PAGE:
This example implements the protocol using the module’s FIFO mode, requiring minimal intervention from the host MCU.  Source is available for ATMEGA328, so it should work on an Arduino, although I have not tested it yet.

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A Simple RF Protocol (or, what is the point of ZigBee?)

I’m going to start by admitting that this isn’t going to be a tirade of abuse against the oddly named 802.15.4-based wireless tech, but rather a request for comments on an open, lightweight alternative, particularly for low-cost sub-GHz applications.  I know what the point of ZigBee is, and the ability to form into self-organising mesh networks is an obvious advantage for large scale industrial automation, but for domestic applications it feels like overkill.

The industry is apparently thinking along the same lines, because the vast majority of DIY Home Automation (HA) stuff on the market in the UK at least is using proprietary sub-GHz like LightwaveRF.  The driver here is probably cost, but it is my view that the lack of interoperability that this leads to is holding back the mass-market acceptance of HA, and is unnecessary.

What I am looking for is a simple, open (as in freely available, properly documented, royalty free) standard for sub-GHz RF that could be implemented on the cheapest of radios in minimal code space.  I am aware of MQTT-S, although even that looks too complicated for simple sensor/actuator applications, and it doesn’t define the lower layers, instead running on top of something like ZigBee or 6LoWPAN.

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Wireless Sensor Boards Arrived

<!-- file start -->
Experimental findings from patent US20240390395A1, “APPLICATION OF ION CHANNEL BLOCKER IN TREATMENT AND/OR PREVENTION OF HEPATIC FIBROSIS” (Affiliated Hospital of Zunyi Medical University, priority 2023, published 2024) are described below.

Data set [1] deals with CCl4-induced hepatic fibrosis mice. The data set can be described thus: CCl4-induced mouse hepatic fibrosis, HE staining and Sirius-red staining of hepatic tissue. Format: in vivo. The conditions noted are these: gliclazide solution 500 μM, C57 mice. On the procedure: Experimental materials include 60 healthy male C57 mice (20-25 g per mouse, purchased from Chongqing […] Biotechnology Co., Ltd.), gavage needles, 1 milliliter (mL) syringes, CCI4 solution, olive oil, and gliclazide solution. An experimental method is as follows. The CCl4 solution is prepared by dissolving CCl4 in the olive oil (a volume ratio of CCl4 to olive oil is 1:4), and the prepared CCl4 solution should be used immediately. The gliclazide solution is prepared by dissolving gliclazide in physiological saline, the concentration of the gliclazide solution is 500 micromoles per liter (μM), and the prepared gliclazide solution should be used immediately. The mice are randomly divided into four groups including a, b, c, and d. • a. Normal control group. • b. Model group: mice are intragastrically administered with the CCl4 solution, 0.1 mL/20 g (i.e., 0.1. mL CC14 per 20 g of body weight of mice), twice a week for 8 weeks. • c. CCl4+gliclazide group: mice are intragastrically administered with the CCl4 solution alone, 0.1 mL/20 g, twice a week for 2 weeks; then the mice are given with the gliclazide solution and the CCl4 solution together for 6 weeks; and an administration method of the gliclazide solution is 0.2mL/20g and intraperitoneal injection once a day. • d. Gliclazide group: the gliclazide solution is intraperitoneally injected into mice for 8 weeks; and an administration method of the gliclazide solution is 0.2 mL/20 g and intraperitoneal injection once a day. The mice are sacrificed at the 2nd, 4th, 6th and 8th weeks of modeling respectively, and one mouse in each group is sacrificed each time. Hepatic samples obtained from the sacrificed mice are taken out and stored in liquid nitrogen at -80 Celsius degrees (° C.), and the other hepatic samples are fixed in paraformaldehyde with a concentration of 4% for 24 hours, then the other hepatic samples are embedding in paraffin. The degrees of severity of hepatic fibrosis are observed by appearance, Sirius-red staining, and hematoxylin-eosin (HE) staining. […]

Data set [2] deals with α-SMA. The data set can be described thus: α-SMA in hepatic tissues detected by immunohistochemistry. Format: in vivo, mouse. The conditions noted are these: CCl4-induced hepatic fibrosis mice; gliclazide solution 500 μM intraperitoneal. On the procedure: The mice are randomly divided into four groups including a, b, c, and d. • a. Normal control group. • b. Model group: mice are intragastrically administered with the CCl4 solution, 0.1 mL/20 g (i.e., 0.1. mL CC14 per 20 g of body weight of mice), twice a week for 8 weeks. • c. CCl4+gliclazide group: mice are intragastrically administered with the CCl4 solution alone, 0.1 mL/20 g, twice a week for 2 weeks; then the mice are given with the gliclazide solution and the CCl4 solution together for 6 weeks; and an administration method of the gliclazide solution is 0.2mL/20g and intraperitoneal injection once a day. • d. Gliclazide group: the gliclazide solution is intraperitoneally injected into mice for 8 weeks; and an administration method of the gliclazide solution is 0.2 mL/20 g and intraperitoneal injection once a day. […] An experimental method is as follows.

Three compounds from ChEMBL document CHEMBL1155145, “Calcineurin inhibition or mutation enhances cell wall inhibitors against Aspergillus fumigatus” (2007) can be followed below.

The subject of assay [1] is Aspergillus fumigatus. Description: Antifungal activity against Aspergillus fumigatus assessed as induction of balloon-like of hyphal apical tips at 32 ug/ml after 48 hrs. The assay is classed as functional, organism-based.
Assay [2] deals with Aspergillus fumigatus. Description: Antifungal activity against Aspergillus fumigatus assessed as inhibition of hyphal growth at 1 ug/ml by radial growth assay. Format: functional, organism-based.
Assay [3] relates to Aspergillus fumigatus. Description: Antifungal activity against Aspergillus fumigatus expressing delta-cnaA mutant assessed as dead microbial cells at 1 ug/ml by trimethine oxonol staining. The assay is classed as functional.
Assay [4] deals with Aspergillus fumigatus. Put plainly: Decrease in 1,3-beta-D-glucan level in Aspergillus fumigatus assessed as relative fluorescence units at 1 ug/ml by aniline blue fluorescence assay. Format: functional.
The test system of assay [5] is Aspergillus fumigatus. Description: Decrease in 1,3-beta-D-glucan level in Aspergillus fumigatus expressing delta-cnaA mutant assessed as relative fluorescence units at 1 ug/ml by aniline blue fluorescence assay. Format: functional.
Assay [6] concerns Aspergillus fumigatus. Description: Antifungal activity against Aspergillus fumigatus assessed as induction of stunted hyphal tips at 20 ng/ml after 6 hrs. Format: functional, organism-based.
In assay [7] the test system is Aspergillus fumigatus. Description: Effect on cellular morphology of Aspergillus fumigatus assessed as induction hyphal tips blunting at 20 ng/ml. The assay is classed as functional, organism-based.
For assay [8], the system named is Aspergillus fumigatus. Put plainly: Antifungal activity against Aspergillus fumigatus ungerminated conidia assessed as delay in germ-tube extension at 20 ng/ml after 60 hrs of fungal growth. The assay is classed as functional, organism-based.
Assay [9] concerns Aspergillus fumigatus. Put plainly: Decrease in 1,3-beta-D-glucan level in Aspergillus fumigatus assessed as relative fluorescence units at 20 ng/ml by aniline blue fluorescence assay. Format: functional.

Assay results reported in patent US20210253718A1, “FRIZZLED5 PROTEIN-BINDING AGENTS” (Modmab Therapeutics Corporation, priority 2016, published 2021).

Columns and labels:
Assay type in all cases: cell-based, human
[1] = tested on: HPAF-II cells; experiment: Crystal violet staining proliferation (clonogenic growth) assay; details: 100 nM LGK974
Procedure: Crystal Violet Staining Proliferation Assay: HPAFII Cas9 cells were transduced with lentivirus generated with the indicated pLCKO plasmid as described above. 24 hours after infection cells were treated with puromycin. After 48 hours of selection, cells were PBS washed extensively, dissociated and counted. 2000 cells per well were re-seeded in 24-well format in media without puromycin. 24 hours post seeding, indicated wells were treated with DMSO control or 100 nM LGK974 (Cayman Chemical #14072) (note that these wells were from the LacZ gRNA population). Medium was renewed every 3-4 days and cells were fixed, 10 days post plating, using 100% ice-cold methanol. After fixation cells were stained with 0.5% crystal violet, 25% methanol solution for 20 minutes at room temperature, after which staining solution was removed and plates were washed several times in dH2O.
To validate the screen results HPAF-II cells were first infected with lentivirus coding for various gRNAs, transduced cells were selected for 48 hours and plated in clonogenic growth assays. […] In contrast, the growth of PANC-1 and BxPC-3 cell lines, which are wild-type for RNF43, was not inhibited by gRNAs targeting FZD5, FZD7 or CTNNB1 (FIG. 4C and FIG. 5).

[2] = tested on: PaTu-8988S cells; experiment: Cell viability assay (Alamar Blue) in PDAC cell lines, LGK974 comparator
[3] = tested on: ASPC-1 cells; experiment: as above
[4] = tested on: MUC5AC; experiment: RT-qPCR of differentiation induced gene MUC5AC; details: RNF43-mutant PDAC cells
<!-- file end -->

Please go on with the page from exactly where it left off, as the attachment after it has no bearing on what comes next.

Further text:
Sensor PCBsAs part of my project to bring our central heating into the 21st century I have been working on a custom wireless sensor platform.  My key aim here is to develop a low-cost, open solution with security designed in from the start; something that a lot of sub-GHz protocols seem to totally omit.  I’m avoiding ZigBee because, as much as I want to like it, I keep coming back to the issue that its complexity just pushes up the system cost.  In a domestic environment a simple sub-GHz solution can easily cover a typical property without resorting to meshing.

The design I have gone for combines temperature and light sensing with a pulse input for connection to the gas and electricity meters.  The microcontroller is an ATMEGA328 and the radio is a Hope RF RFM23B, which is based on a SiLabs Si4431.  This is a synthesised transceiver so the potential for congestion can be avoided through the use of listen-before-talk and frequency hopping, the latter also offering a way around the duty cycle restrictions in the 868 MHz band.

The printed antenna needs to be tuned by trimming it to length, which will no doubt be the subject of a future post.  Once the optimal dimensions have been determined this can be applied to any future spin of the boards in advance.  No prizes for spotting the deliberate mistake with the microstrip track passing under the RF module – I am hopeful it won’t have too great an effect!

The boards in the photograph just came back from iTeadStudio in about a fortnight.  The quality is absolutely excellent considering the <£10 price tag for the 10 circuits.  I have loaded a couple and firmware development is in progress.